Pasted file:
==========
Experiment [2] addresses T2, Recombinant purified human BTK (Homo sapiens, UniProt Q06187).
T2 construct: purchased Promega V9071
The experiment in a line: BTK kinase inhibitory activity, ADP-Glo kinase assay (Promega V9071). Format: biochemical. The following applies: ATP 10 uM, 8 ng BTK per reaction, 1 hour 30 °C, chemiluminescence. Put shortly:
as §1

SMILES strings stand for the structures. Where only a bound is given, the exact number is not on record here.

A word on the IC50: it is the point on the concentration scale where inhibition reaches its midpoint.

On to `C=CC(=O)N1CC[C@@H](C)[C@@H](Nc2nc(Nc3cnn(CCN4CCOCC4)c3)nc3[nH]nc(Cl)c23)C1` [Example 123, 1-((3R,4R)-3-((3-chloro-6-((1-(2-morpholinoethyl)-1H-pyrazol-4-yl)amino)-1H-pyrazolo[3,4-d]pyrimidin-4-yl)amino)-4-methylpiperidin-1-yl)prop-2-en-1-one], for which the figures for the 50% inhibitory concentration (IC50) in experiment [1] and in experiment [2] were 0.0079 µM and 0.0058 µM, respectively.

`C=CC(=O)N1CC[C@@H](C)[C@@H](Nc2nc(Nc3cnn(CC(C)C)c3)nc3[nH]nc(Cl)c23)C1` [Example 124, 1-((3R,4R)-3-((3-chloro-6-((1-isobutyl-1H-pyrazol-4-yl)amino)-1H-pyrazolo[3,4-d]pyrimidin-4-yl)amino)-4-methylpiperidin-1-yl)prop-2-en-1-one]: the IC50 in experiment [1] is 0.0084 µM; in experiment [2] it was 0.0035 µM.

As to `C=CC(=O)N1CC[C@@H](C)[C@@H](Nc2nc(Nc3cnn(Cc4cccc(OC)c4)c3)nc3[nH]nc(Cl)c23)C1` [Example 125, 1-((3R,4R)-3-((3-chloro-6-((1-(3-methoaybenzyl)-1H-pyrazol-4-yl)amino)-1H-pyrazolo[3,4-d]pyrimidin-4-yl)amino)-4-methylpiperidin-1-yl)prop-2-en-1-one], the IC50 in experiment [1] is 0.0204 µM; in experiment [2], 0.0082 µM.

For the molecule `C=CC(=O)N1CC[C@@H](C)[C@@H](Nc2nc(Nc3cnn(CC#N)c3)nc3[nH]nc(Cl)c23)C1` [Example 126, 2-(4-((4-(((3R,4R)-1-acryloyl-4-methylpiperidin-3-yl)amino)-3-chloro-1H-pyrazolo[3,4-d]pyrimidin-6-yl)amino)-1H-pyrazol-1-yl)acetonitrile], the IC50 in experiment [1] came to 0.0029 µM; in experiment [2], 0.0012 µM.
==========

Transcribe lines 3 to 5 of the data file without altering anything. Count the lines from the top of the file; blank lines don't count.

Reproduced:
The experiment in a line: BTK kinase inhibitory activity, ADP-Glo kinase assay (Promega V9071). Format: biochemical. The following applies: ATP 10 uM, 8 ng BTK per reaction, 1 hour 30 °C, chemiluminescence. Put shortly:
as §1

SMILES strings stand for the structures. Where only a bound is given, the exact number is not on record here.